Beginning in 2020, Willful Failure to Pay Wages Will Be a Criminal Offense in Colorado
Denver, Colo. (June 3, 2019) - On May 16, 2019, Governor Jared Polis signed into law bipartisan House Bill 19-1267 (the Act), which creates criminal liability for employers that intentionally refuse to pay, or that underpay, their employees. Starting January 1, 2020, employers could face criminal charges of petty offense, misdemeanor, or felony, depending on the amount of unpaid or underpaid wages. This means that employers or their agents could face imprisonment of up to a maximum of 24 years and a fine of up to $1 million for the most egregious offenses (e.g. wage theft over $1 million).
The General Assembly of the State of Colorado was unsatisfied with the protection of workers and their families afforded by existing law, as interpreted by the Colorado Supreme Court, and as a result now recognizes labor as “a thing of value that can be subject to theft.” This recognition enables prosecutors to combat wage violations and the criminal act of “labor trafficking,” which the General Assembly has designated in the Act’s introduction as a form of modern-day slavery. The General Assembly further expanded liability for employers from existing civil liability to add increased criminal sanctions for willfully unpaid or underpaid wages.
To Whom Do The Act And The Amended Statute Apply?
The Act applies to employees and employers, and updates the definition of each for the purposes of these regulations. Specifically, the Act defines an “employee” as any person, including a migratory laborer, performing labor or services for the benefit of an employer. The Act outlines the relevant factors to determine whether a person is an employee: (1) the degree of control the employer may or does exercise over the person, and (2) the degree to which the person performs work that is the primary work of the employer. The Act leaves an exception for independent contractors.
The Act uses the same definition of “employer” as the Fair Labor Standards Act, which includes “any person acting directly or indirectly in the interest of an employer in relation to an employee and includes a public agency…” The definition of “employer” also includes a foreign labor contractor (any person who recruits or solicits for compensation a foreign worker who resides outside the U.S.) and a migratory field labor contractor or crew leader, but carves out common exceptions, such as for state or local agencies.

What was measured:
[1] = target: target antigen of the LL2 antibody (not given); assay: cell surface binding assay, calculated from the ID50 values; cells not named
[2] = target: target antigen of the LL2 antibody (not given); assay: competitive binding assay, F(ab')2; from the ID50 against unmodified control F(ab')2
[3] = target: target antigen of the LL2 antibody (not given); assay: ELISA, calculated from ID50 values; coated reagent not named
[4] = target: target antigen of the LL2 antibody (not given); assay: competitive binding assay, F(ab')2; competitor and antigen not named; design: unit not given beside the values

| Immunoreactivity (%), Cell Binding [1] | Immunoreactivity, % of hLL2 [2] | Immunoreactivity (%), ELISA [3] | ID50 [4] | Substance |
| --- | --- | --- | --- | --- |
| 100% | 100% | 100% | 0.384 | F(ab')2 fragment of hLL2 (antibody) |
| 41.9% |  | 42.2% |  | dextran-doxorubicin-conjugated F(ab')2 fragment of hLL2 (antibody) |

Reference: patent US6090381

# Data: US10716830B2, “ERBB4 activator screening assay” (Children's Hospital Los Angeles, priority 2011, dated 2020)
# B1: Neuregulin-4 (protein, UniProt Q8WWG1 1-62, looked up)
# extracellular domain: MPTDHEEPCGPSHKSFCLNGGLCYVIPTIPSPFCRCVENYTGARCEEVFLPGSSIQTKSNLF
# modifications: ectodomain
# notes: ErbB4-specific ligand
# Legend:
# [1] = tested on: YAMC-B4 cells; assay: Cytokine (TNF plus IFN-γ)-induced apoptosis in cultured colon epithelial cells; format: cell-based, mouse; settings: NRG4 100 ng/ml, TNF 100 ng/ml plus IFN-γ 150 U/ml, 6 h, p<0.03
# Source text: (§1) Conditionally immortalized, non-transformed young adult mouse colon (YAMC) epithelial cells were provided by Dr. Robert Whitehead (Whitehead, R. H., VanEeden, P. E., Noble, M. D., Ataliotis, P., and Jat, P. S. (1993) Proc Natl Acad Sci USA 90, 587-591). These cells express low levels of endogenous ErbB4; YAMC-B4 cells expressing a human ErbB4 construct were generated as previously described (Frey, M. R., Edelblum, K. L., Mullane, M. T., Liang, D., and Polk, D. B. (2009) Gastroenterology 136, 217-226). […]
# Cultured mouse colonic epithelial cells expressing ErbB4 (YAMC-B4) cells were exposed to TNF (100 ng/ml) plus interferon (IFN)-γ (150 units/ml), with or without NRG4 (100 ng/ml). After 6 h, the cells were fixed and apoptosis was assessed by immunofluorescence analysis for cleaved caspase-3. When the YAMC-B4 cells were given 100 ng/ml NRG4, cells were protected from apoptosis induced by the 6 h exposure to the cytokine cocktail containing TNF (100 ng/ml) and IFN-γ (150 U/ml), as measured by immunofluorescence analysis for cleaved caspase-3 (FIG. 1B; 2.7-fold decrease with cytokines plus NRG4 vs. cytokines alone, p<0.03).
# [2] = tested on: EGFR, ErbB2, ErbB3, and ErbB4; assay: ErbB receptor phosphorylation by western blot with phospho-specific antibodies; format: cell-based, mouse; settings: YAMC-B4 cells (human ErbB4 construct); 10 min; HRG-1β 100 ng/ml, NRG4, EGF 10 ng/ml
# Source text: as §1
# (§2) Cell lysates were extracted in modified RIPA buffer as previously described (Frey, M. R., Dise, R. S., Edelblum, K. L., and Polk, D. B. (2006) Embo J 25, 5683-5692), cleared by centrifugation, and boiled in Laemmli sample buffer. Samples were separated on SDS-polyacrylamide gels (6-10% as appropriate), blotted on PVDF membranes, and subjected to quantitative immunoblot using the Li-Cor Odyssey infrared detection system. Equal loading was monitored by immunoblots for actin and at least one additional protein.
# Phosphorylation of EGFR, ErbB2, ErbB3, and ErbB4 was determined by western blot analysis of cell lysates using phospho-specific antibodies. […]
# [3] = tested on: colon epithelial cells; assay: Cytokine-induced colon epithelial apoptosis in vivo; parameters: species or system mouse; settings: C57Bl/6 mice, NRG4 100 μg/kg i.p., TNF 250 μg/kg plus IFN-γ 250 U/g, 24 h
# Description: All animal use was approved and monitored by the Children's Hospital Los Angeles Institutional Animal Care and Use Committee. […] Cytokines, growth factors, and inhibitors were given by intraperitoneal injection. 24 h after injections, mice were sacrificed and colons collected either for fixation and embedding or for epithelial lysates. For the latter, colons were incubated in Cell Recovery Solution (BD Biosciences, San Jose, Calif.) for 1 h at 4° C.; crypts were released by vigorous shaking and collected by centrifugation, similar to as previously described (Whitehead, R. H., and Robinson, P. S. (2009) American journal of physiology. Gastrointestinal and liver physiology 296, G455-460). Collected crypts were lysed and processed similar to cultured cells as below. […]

What Practices Are Now Criminal?
The Act imposes criminal penalties on any employer or agent of an employer who willfully refuses to pay wages or compensation, falsely denies the amount of a wage claim, or validity thereof, or that the same is due. Also, any employer who fails to pay an employee at least minimum wage is subject to criminal liability, and may face misdemeanor charges and/or fines.
This means that employers and their agents must not intentionally deny wages to employees to save money or for any enumerated unlawful reasons (e.g., annoyance, harassment, etc.). The Act also explicitly removes the “inability to pay” defense, meaning that even if an employer is unable to pay wages owed due to certain adverse financial conditions, criminal liability may nonetheless attach if a violation occurs.
For unpaid wages under $2,000, any employer or agent of an employer may face criminal charges of petty offense or misdemeanor, depending on the amount of unpaid wages, and fines can run up to $5,000 per count. For unpaid wages of $2,000 or more, any employer or agent of an employer may face more significant criminal charges, ranging from a class 6 felony up to a class 2 felony, depending on the amount of unpaid wages, and fines can range from $1,000 to $1 million per count.
As A Business Owner, What Should I Do?
The potential for employers to be subject to criminal penalties, in addition to civil penalties, highlights the importance of complying with Colorado wage and hour laws. As such, now is a good time for employers to review their compensation practices and make any adjustments that are needed.
Lewis Brisbois’ Labor & Employment attorneys are available to answer any questions regarding this new law. Visit our Labor & Employment Practice page to find an attorney in your area.
Shawna Ruetz, Associate
Brian R. DeMocker, Summer Associate
Meryl Mills, Partner